W7 is 0, W8 is 1. With a signal on YP1 and no signals
also G5. These G signals sequence the operation of the
on YP2, YP3 and YP4, the NOR components which
determine the order of the counting of the Y-Counters
are set with the outputs 1S1 through 1S6 and the outputs
manifested as a short zero pulse.
The Y-Counter counts 1 during each trial in which the 35 158 through 1S10 as l and 187 is 0. The homologous
apparatus during each trial.
The outputs of the G con
ductors are each 1 during standby; each G signal is
resistive arm of the Wien Bridge is varied either by add
ing or subtracting the 1 from the prior setting as directed
by the Counter Control Unit and by the Memory Unit.
The counting of the Y-Counter is in the binary number
ing system, the energized lamps YL indicating the count.
Thus with the lamps of Y1 and Y2 energized the count
is 3. The Y-Counter is enabled by signal conductor G2.
terminals 281 through 2S6 have a 1 signal. In the Y
Counters output signals appear on 1Y9 and 1Y8 and in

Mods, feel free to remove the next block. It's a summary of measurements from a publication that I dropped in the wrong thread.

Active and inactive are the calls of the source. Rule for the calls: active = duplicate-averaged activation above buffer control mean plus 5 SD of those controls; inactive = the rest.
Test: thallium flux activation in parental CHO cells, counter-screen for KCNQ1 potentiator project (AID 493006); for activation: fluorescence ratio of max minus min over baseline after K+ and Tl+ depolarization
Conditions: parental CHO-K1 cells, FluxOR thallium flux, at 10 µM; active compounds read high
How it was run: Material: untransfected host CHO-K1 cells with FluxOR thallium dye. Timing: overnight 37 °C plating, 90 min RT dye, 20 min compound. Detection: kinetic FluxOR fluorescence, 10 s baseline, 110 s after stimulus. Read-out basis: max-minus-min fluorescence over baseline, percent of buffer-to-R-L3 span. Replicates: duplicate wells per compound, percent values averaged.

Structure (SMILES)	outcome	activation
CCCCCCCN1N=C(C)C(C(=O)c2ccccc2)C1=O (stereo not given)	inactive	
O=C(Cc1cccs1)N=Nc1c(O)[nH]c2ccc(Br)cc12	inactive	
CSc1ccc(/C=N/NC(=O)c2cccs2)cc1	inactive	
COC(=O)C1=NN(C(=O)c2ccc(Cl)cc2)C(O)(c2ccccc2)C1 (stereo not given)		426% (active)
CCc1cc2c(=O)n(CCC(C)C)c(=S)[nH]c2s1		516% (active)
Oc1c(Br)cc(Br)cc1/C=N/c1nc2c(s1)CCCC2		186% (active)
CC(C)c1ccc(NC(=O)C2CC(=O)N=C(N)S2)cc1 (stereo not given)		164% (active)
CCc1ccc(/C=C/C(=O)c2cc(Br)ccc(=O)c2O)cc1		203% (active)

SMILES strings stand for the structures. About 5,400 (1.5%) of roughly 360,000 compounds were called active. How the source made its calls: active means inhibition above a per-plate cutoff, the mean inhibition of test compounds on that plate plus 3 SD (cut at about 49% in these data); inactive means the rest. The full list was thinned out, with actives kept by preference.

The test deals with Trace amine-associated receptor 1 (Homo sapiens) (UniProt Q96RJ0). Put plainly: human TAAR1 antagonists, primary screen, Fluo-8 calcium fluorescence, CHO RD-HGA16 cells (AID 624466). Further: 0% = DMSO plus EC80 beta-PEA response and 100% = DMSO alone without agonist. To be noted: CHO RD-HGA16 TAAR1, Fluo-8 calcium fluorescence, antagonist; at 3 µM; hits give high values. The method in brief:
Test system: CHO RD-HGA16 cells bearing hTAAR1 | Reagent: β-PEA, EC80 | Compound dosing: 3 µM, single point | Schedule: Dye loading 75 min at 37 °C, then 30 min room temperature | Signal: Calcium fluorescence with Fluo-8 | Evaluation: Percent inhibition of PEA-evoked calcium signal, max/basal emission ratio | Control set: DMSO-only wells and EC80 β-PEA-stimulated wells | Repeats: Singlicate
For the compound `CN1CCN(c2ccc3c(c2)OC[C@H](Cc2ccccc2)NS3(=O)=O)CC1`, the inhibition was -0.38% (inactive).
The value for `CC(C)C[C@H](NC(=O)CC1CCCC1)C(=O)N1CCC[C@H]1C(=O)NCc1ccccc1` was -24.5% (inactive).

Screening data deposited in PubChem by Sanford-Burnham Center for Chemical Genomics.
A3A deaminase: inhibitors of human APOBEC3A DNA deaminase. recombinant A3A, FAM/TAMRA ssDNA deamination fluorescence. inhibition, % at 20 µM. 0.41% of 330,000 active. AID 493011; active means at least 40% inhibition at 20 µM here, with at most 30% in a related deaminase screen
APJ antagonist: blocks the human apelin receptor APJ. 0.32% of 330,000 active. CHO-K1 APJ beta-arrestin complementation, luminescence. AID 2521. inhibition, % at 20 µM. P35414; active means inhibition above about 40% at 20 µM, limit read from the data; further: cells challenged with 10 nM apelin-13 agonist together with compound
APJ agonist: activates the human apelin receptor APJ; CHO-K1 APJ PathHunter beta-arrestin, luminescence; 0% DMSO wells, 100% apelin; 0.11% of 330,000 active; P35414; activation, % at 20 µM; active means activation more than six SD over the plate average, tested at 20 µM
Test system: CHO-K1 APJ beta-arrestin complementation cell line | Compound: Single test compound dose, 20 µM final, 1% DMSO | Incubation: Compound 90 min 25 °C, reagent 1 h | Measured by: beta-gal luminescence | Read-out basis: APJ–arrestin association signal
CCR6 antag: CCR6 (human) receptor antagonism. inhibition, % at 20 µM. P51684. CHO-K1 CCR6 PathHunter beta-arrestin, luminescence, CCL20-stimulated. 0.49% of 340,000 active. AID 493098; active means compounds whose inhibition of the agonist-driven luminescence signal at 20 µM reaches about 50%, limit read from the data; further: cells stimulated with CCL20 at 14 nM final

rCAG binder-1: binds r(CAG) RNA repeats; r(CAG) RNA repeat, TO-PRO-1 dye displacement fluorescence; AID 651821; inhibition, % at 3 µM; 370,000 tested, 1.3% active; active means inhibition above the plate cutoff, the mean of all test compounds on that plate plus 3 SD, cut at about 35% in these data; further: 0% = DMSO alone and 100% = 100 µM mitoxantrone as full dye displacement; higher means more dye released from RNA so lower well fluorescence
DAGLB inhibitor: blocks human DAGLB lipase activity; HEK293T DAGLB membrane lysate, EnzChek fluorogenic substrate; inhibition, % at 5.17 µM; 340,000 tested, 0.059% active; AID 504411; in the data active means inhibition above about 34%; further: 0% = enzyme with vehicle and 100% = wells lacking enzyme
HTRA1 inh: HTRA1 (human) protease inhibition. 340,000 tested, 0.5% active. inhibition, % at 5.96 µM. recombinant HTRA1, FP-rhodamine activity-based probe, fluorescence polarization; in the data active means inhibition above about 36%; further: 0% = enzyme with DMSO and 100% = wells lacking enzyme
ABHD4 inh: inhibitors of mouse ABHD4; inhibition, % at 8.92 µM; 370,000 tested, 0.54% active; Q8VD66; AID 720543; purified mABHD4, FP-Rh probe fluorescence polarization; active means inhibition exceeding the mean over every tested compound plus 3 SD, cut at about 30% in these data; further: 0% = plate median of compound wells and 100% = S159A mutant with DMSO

the X-Counter on 1X3. Relays RY9, RY8, and RX3 are
then actuated and the associated lamps are energized.
Resistances 11 of 64 and 32 ohms or 96‘ ohms are in
serted in R3 of the Bridge and a resistance 13 of 1
ohm is inserted in R2. The reading of the Y-Counter is
0110000000 or 384 and the reading of X
The X-Counter is the same as the Y-Counter but counts
Counter 0 0 0 l O 0 or 4. The ratio of the 384 to 4
for changes in the phase-variation arm of the bridge.
is 96. Withthe X and Y-Counters so set W9 and W10
The Reading Control Unit disables gates G1, G2 and
G3 during the ?rst trial. The Reading Control Unit 45 are 0, W11 is 1 and T4 is 1.
With T4 0 the input to NOR 101 is 1 its output 0 and
also operates to establish a basis of comparison on which
the output of NOR 103 is O, Flip-Flop 105 connected
evaluation of the results during successive moves may
to C1 is then set with the C1 terminal 0 and the other
be based by transmitting a G4 signal through G2 to set
terminal 1, Flip-Flop 107 .is then similarly set so that
the Y and X-Counters.
The Change of Status Unit resets the apparatus in re 50 C2 isO, C3, C4, C5 are similarly 0, the input to NOR
109 is‘then l and its output is 0. This does not affect
sponse to an abnormal number of successes. This oc
NOR 101 since T4 is 0 and the input to 101 from T4
curs when YP1 is O, that is after the ?rst failure after
is 1. With the C’s 0 and 1*, 1 the GS are 1.
With a 1 signal on W1 and with the X and Y-Counters
0 either if W4 is 1 and W8 and F are 0 (last move was a 65 set as described above, there is a 1 signal on 1U1
the ?rst move (1M2 is 1), and when T7 is 0. In this
case V1 produces V2 which resets the apparatus. T7 is